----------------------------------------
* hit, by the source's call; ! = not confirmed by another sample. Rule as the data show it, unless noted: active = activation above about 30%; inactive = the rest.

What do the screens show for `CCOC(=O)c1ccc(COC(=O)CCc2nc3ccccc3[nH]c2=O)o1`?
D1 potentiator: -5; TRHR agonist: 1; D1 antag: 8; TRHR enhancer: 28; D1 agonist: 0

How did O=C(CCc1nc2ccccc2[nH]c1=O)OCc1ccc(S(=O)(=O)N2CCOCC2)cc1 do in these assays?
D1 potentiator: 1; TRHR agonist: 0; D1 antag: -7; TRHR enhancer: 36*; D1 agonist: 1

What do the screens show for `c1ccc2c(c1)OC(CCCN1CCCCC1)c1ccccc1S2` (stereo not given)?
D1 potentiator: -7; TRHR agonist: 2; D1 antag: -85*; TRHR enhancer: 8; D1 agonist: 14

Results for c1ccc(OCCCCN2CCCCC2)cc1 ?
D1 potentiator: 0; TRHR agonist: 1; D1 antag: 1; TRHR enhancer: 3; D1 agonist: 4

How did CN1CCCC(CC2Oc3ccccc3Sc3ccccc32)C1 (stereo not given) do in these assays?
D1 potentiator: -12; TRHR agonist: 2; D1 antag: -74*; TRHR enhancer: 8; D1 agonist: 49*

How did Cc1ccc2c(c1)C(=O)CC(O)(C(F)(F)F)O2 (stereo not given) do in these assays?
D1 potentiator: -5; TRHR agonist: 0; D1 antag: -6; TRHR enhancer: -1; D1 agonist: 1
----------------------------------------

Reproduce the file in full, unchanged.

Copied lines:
* hit, by the source's call; ! = not confirmed by another sample. Rule as the data show it, unless noted: active = activation above about 30%; inactive = the rest.

What do the screens show for `CCOC(=O)c1ccc(COC(=O)CCc2nc3ccccc3[nH]c2=O)o1`?
D1 potentiator: -5; TRHR agonist: 1; D1 antag: 8; TRHR enhancer: 28; D1 agonist: 0

How did O=C(CCc1nc2ccccc2[nH]c1=O)OCc1ccc(S(=O)(=O)N2CCOCC2)cc1 do in these assays?
D1 potentiator: 1; TRHR agonist: 0; D1 antag: -7; TRHR enhancer: 36*; D1 agonist: 1

What do the screens show for `c1ccc2c(c1)OC(CCCN1CCCCC1)c1ccccc1S2` (stereo not given)?
D1 potentiator: -7; TRHR agonist: 2; D1 antag: -85*; TRHR enhancer: 8; D1 agonist: 14

Results for c1ccc(OCCCCN2CCCCC2)cc1 ?
D1 potentiator: 0; TRHR agonist: 1; D1 antag: 1; TRHR enhancer: 3; D1 agonist: 4

How did CN1CCCC(CC2Oc3ccccc3Sc3ccccc32)C1 (stereo not given) do in these assays?
D1 potentiator: -12; TRHR agonist: 2; D1 antag: -74*; TRHR enhancer: 8; D1 agonist: 49*

How did Cc1ccc2c(c1)C(=O)CC(O)(C(F)(F)F)O2 (stereo not given) do in these assays?
D1 potentiator: -5; TRHR agonist: 0; D1 antag: -6; TRHR enhancer: -1; D1 agonist: 1